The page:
There appear to be systematic problems with lower courts in Haryana in the exercise of their power to grant bail, as the Punjab and Haryana High Court, in two of its recent orders, sought an explanation from Sessions Judges over their apparent goof-ups in deciding bail matters, while in another order, the High Court directed to Chandigarh Judicial Academy to prepare lower court judges about the manner in which they must decide bail matters, reports VIVEK GUPTA from Chandigarh.
HILE commenting on a judicial order passed by Additional Sessions Judge, Gurugram in response to an anticipatory bail plea by an accused arrested on the charge of dacoity, Justice Arvind Singh Sangwan of the Punjab and Haryana High Court stated that it is a well-settled that while passing on order or a judgment, a judge must take note of multiple factors such as the facts of the FIR, the role of the person seeking bail, his antecedents and the gravity of offence committed, and only then form an opinion in the light of guidelines given by numerous Supreme Court judgments regarding the granting or dismissing of bail applications.
In his order dated July 8, Justice Sangwan observed:
“The manner in which the order has been passed only reflects that the Additional Sessions Judge, Gurugarm has noticed that since the offence is under Section 395 of the IPC, which is a serious offence, therefore, custodial interrogation is required. But on the face of it, this order is passed against the settled norms.” [sic]
Justice Sangwan did not stop there. He went on to direct the Director of the Chandigarh Judicial Academy to “look into the matter and issue appropriate directions to the judicial officers about the manner by which, while passing an order on the bail application, the facts in the FIR need to be reflected before forming an opinion whether bail/anticipatory bail is to be granted or declined.”
Sessions Judge ignores CJM’s bail order
Earlier this week, Justice H.S. Madaan of the same High Court expressed surprise in an order in a case in which he found that a goof-up by a lower court in Haryana’s Panchkula caused an accused to stay behind bars for over one year despite being granted bail.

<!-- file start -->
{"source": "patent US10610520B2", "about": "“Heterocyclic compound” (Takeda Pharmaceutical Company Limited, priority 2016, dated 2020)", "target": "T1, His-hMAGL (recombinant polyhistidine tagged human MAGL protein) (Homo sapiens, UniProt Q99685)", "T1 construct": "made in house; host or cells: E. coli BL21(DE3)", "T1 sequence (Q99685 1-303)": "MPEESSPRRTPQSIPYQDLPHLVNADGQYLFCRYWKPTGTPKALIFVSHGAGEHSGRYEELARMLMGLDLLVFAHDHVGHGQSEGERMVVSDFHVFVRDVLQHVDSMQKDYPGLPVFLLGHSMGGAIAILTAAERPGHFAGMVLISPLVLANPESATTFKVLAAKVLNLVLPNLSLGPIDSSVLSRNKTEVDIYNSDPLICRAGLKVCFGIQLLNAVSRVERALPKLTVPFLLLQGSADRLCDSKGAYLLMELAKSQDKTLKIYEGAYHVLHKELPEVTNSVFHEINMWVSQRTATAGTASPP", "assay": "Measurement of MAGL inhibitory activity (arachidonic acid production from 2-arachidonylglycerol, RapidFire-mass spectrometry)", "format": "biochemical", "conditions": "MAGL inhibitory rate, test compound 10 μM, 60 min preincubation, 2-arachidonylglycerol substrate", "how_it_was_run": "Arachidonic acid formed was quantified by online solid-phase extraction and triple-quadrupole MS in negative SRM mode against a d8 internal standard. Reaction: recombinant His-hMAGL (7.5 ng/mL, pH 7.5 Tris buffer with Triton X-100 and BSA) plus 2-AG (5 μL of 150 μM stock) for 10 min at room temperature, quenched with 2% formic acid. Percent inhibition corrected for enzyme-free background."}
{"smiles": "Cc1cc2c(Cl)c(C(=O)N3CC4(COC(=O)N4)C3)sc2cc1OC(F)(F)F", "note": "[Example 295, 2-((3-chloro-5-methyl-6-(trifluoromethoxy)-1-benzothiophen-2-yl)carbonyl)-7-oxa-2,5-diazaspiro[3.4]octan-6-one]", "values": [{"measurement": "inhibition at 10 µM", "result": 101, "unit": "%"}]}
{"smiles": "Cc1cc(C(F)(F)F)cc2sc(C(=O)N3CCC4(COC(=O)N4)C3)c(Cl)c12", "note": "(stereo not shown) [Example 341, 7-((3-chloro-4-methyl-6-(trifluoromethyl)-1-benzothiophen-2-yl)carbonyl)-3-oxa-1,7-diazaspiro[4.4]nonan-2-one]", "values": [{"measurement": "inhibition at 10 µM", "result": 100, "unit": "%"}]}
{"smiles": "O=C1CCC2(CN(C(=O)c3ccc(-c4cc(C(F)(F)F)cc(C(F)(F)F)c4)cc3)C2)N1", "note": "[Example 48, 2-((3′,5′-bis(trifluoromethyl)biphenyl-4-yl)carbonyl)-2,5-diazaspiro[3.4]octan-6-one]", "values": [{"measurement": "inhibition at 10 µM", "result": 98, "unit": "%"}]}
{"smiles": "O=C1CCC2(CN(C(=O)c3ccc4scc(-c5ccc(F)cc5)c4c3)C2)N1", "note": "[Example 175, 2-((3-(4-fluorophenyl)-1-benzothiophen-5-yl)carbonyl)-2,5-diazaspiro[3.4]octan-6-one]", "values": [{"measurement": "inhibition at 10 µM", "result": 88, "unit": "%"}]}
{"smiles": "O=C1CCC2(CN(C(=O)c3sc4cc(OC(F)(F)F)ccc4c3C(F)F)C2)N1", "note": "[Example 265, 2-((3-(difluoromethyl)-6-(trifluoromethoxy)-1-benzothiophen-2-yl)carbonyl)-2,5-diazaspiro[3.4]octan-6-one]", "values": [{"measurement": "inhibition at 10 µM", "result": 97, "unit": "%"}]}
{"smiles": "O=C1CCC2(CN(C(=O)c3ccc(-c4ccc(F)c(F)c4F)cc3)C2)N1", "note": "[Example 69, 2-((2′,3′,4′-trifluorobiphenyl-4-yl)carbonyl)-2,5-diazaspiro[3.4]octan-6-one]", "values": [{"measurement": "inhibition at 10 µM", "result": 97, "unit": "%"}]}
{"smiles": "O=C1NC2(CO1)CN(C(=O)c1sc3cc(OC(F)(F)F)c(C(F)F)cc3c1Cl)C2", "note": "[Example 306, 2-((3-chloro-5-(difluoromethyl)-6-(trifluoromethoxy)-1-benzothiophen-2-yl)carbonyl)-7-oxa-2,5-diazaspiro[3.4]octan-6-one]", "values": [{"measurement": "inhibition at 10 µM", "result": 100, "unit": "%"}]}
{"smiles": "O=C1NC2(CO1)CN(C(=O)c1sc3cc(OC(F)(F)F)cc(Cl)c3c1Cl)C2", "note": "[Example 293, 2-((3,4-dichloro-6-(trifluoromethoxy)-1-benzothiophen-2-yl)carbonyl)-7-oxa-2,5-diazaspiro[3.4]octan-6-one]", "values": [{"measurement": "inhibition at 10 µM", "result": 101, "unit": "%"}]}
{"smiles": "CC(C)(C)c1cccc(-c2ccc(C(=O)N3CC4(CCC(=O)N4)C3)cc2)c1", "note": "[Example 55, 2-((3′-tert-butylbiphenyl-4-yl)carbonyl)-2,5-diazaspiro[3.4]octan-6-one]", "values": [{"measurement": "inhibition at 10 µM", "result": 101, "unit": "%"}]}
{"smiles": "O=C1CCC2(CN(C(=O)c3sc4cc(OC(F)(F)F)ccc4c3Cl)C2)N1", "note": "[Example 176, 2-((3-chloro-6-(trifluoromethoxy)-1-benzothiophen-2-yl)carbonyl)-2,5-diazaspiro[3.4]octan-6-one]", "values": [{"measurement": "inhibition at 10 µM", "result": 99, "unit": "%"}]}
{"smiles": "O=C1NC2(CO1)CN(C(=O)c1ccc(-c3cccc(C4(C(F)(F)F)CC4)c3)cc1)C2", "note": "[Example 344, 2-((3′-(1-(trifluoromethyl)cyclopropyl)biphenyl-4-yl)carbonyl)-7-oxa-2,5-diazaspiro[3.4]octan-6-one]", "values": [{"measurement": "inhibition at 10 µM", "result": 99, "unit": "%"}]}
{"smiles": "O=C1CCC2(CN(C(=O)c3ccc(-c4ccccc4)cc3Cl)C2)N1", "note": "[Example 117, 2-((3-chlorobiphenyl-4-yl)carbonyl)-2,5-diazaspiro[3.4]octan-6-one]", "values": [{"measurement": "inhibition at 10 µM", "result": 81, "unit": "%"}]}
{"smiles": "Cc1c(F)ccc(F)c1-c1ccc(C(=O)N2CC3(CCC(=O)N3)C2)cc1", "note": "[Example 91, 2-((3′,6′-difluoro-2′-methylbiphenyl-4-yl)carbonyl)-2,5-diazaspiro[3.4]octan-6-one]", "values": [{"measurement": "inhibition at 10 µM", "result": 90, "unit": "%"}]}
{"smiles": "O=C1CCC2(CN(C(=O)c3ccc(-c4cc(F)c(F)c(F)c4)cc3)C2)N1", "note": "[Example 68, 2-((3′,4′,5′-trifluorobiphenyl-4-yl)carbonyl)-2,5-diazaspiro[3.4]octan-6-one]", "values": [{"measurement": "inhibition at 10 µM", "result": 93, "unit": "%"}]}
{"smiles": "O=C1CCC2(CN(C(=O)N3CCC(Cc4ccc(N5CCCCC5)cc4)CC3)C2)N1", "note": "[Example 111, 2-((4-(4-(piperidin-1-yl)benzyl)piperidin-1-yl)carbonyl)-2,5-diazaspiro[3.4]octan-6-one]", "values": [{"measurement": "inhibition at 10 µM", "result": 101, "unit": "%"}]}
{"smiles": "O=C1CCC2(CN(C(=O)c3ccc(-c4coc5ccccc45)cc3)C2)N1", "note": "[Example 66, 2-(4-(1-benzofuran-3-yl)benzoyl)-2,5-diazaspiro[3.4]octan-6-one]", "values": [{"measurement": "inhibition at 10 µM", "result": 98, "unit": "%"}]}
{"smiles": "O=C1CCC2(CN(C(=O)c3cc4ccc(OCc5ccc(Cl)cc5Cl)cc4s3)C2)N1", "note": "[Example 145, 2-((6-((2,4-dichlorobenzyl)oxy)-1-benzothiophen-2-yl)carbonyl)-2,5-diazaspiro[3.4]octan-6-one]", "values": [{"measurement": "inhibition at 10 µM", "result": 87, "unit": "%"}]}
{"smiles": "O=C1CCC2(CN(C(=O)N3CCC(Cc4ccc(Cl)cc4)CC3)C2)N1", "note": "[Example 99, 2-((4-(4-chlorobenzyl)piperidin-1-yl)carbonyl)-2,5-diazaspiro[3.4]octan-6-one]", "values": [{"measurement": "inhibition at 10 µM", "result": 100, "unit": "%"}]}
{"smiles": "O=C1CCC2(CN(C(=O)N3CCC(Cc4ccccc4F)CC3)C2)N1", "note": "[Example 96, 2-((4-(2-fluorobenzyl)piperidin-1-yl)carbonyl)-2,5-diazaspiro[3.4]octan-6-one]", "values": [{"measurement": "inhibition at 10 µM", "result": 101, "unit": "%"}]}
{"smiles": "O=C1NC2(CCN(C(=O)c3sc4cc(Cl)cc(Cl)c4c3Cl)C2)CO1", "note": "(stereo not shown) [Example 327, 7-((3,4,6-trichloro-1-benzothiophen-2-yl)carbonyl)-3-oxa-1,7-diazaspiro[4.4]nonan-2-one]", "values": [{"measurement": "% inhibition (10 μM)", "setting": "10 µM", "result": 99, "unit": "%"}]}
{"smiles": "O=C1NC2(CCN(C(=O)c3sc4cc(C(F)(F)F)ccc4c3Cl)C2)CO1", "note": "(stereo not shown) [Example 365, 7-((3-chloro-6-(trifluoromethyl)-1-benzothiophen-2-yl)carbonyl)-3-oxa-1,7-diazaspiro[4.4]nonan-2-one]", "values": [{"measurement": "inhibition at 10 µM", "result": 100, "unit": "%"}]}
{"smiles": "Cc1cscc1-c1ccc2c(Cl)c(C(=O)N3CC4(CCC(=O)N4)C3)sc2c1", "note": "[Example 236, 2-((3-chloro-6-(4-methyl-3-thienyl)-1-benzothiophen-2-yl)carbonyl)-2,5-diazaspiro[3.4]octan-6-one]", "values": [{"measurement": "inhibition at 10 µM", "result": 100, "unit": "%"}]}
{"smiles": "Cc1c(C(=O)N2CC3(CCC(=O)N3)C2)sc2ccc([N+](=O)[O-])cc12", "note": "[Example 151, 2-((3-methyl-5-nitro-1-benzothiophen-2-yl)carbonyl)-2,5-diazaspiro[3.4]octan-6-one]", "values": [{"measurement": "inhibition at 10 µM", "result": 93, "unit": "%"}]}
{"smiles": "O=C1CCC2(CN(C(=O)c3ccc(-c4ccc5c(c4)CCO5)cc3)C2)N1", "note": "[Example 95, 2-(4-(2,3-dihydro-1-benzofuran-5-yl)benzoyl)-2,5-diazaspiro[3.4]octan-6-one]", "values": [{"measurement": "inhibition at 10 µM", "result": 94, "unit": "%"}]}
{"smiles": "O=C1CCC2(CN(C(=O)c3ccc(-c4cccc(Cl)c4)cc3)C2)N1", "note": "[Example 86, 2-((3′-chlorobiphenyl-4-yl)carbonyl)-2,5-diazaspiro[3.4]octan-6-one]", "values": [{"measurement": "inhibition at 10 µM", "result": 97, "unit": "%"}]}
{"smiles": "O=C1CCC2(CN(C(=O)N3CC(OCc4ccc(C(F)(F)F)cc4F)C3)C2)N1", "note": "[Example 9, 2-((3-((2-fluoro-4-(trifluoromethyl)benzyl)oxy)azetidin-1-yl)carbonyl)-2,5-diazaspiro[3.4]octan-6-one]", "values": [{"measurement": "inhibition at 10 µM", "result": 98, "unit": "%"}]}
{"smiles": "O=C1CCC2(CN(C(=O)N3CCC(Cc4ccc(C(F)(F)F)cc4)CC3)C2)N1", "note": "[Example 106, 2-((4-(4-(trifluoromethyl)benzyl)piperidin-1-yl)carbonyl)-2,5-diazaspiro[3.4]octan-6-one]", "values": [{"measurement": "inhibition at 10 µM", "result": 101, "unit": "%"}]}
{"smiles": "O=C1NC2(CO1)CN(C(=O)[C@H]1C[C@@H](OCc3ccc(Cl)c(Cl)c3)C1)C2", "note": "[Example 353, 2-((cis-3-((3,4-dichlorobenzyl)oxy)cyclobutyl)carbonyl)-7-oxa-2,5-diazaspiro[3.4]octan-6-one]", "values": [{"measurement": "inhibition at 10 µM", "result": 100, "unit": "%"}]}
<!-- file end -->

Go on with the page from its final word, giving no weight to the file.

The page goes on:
The fact of the matter was that the Chief Judicial Magistrate (CJM), Panchkula had, on February 13, 2020, allowed the bail plea of the petitioner. However, this fact did not come to the notice of the petitioner or his counsel. He then moved an application for regular bail before the Sessions Judge, Panchkula on September 3, 2020, which was declined on September 15, 2020.
Hearing the bail plea of the accused now filed at the High Court, Justice Madaan termed it a “very peculiar and unusual situation”, since a perusal of the order passed by the CJM Panchkula shows that it was passed in the presence of the petitioner’s counsel.
Justice Madaan recorded that it was strange that neither the petitioner nor his counsel would come to know about the order granting regular bail to him, and that the Sessions Judge, Panchkula was approached for bail.
Further, he was astonished that the Sessions Judge disposed of the bail application without verifying or going through the CJM’s order. This, as per Justice Madaan, “should not have been done” as the petitioner had already secured bail from the CJM.
He further noted that if either the petitioner’s advocate or the public prosecutor would have brought this fact to the Sessions Judge’s notice, this predicament could have been avoided. But they failed to do so.
He recorded that it was incumbent upon the police authorities to assist the Sessions Judge properly and intimate him on the order passed by the CJM. He noted that even the reply to the bail application filed by the prosecution before the Sessions Judge failed to mention this fact.
Justice Madaan lamented that not only had there been wastage of valuable time of both the Sessions Judge and the High Court in this scenario, but the petitioner himself remained imprisoned for a further sixteen months.